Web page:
NB: Bobby Skilton of South Melbourne, Matthew Richardson (Richmond) and Robert Flower ( Melbourne) are other examples of elite footballers who failed to play in a VFL premiership team with their clubs.
COBURG 1931-35There was strong speculation that Alex would play football in the VFA after leaving Carlton. On April 16th 1931, ‘The Argus’ published the following…
“A. Duncan the Carlton centre half back is almost certain to play with an association club. He has been approached by a club secretary, negotiations are in progress and it is believed that Carlton will have no objections to granting him a clearance; he may appear with his new club on Saturday.”
Alex’s transfer to the VFA was exciting news for the Coburg fans and the announcement generated a great interest in the impending season. It was the sort recruiting coup that all VFA clubs hoped for in that era. In crossing to the ‘Association,’ former VFL stars like Alex rallied supporters, boosted the sale of club membership tickets and packed the stands.
In his debut for Coburg, Alex lined up on former South Melbourne champion Roy Cazaly and according to the ‘Australian Football’ website …
“In his first match for Coburg, against Preston, on 2 May 1931, playing against Preston's Roy Cazaly, Duncan was a tower of tremendous strength at centre half-back; however, he sustained several internal injuries, including bruised kidneys, in the match, and he was forced to miss the next match because his doctor had confined him to bed”
Alex became a celebrity in VFA football and there are many references to Alex’s brilliance for Coburg in the newspapers of that period. Alex received high praise when he led Coburg to a convincing 16 point win over Sandringham in June 1934. Alex kicked four vital goals and was listed among the best for Coburg.
In the VFA Grand Final that season, Alex played a ‘lone hand’ up forward and kicked eight of Coburg’s ten goals; but it was to no avail as Northcote recorded an easy victory and won its third VFA successive premiership. The final scores that day were: Northcote 19.16.130 defeated Coburg 10.9.69.
Link to Photo at SLV Website
SLV Accession no. H2008.122/435
Back row - T.Broom, Alex Duncan, W.Lowe, George Rudolph, Bill Leahy, N.Uhe.
Centre - Lloyd Bertram, Leo Voight, N.Willox, Jim Jenkins, Greg Stockdale (captain), Hugh Donnelly (ex-Northcote), W.Griffiths, A.Proudfoot.
Front row - Jack Harris, Clarrie Mears, F. 'Tosser' Kight, J.Hogan.
ALEX RETIRES FROM VFA FOOTBALLAt the end of the 1934 season, George Rudolph (ex-Richmond) stepped down as Coburg’s coach and Alex was appointed the club’s captain and coach for the 1935 season.
Although classed as a veteran, Alex was still in the sporting limelight and his name was mentioned in VFA reviews on a regular basis during that season. ‘The Argus’ (20th May 1935) reported that Alex kicked seven goals against Sandringham in a dominant display in the forward line…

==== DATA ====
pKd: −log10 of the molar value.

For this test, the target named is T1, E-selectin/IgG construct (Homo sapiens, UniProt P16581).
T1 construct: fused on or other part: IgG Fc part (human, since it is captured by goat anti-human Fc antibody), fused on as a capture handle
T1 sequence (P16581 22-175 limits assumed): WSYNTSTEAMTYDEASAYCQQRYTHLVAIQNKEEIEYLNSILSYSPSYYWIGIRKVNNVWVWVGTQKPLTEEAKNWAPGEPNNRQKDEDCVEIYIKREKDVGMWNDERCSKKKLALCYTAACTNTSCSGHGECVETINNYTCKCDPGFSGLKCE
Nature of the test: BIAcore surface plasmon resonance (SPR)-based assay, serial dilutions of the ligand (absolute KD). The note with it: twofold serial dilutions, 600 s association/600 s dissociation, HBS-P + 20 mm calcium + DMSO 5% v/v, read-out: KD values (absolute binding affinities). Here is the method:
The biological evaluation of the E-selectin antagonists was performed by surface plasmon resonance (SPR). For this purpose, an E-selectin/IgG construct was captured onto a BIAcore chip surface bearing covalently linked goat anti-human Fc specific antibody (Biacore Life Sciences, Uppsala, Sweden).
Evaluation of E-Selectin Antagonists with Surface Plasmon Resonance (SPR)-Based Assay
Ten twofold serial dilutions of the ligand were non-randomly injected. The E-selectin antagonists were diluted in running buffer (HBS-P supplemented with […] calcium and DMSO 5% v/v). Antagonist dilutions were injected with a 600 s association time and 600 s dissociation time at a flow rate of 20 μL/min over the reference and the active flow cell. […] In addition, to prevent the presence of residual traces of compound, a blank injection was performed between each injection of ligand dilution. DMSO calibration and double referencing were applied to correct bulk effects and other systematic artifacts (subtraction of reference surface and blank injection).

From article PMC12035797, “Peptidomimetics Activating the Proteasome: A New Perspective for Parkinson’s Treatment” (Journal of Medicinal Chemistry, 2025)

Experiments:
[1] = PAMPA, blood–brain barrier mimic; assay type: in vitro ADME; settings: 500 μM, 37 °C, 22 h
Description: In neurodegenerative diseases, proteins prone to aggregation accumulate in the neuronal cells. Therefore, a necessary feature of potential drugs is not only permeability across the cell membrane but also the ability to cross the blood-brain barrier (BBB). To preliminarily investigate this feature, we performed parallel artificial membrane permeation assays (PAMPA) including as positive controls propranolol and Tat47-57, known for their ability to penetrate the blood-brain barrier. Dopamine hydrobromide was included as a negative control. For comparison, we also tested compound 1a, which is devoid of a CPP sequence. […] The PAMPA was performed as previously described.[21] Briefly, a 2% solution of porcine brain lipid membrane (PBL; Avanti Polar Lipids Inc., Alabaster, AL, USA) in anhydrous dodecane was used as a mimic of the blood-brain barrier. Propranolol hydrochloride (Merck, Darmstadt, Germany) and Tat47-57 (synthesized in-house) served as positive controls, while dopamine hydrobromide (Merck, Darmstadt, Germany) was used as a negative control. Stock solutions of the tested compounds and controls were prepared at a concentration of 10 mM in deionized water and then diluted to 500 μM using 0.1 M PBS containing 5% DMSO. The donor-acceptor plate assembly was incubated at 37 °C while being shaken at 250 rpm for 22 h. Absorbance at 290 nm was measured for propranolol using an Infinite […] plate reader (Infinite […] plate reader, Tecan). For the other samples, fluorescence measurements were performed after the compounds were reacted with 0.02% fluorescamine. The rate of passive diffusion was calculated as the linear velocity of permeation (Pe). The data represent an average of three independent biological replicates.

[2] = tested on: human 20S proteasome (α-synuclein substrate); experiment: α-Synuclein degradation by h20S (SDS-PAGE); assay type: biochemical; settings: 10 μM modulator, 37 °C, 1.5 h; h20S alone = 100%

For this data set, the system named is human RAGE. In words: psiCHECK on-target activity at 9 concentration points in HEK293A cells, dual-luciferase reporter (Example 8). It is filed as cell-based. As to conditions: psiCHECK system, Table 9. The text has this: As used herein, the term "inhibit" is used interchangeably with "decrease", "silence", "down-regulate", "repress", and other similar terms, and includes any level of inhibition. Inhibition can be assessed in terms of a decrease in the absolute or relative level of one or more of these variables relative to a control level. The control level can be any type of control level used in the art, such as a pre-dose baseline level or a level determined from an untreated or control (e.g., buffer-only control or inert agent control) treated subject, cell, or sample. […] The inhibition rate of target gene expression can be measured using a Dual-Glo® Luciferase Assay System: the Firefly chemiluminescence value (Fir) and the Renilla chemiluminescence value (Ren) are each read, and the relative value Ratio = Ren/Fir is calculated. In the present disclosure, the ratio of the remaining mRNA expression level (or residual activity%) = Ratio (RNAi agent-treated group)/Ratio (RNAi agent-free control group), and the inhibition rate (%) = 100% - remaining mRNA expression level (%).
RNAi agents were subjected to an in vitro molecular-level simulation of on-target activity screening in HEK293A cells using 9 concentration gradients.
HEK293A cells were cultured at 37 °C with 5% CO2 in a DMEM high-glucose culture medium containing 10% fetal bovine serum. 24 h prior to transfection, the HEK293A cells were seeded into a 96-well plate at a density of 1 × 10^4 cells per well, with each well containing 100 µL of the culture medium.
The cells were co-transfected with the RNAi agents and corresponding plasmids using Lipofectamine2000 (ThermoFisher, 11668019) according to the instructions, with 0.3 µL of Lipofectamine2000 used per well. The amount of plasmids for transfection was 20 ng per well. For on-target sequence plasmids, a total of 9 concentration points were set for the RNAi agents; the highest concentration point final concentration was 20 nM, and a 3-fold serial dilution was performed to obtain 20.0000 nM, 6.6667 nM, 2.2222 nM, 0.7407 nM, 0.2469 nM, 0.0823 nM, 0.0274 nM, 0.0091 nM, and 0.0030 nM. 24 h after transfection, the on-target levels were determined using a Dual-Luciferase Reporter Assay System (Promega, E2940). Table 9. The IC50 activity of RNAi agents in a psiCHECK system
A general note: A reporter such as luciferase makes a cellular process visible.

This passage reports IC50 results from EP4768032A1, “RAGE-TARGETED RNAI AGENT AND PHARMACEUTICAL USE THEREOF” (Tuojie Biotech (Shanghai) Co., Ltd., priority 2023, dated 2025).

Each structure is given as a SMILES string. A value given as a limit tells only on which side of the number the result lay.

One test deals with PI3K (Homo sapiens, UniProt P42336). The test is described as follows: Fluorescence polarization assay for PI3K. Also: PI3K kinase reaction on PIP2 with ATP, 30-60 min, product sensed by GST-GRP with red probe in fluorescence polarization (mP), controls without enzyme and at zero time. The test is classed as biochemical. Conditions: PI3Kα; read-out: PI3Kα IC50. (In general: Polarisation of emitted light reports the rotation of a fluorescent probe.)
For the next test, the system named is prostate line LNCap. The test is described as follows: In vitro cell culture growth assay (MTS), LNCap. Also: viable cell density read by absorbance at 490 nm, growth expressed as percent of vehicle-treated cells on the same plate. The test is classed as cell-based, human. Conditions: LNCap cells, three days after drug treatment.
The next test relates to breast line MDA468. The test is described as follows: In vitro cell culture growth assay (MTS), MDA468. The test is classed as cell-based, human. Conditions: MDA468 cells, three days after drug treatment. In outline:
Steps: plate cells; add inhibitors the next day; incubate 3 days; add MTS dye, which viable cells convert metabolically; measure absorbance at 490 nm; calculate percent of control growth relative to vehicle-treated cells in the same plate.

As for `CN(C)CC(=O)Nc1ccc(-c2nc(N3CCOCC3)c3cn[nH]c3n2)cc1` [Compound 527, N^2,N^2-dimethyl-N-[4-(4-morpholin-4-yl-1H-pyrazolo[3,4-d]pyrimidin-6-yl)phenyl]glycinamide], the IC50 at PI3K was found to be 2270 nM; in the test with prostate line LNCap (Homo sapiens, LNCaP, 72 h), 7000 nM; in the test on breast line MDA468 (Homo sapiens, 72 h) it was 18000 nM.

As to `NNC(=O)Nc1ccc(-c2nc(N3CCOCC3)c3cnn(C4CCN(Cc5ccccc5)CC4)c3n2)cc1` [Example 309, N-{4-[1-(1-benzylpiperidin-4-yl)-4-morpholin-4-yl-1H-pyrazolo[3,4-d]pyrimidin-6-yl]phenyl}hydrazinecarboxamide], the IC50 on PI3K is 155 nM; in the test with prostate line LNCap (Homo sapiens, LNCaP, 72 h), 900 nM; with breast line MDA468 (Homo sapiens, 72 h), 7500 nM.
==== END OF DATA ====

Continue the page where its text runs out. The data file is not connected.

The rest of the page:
“For Coburg Duncan was in great form in the full forward position. He marked and kicked excellently and finished with seven goals.”
‘Father Time’ eventually caught up with Alex and he was thirty-five years of age when he announced his retirement from VFA football.
“Applications are being called for by the committee of the Coburg Football Club for the position of coach….for the 1936 season. Alex Duncan, the former Carlton player was captain and coach last season but has announced that he intended to retire from the game. Duncan led the list of goalkickers for Coburg with 43 goals.” ‘The Argus.’
Coburg FC appointed former South Melbourne champion Peter Reville as coach for the 1936 season and a new era for the club began. Note: Peter Reville’s story can also be found on this website.
ALEX PLAYS FOR HAVELOCK IN THE IFLIt is documented that Alex also played football in the Industrial Football League with a team known as Havelock in 1936. ‘Havelock’ was a famous brand of tobacco; and the following extract from the ‘AuspostalHistory’ website may assist younger readers to appreciate how a tobacco company could support and finance a football team in those days…
“The ‘Virginia’ Tobacco Factory, Offices and Factory were located at 14 to 20 A’ Beckett Street, Melbourne, near Swanston Street. The Company’s Special Brands of Tobacco are listed and include Havelock, Aromatic and Havelock, Dark, both of Finest Quality. As well they have Havelock Cut Tobaccos and Cigars.”
Note: Boyles Football Photos is an excellent source of information regarding the IFL and the Havelock team.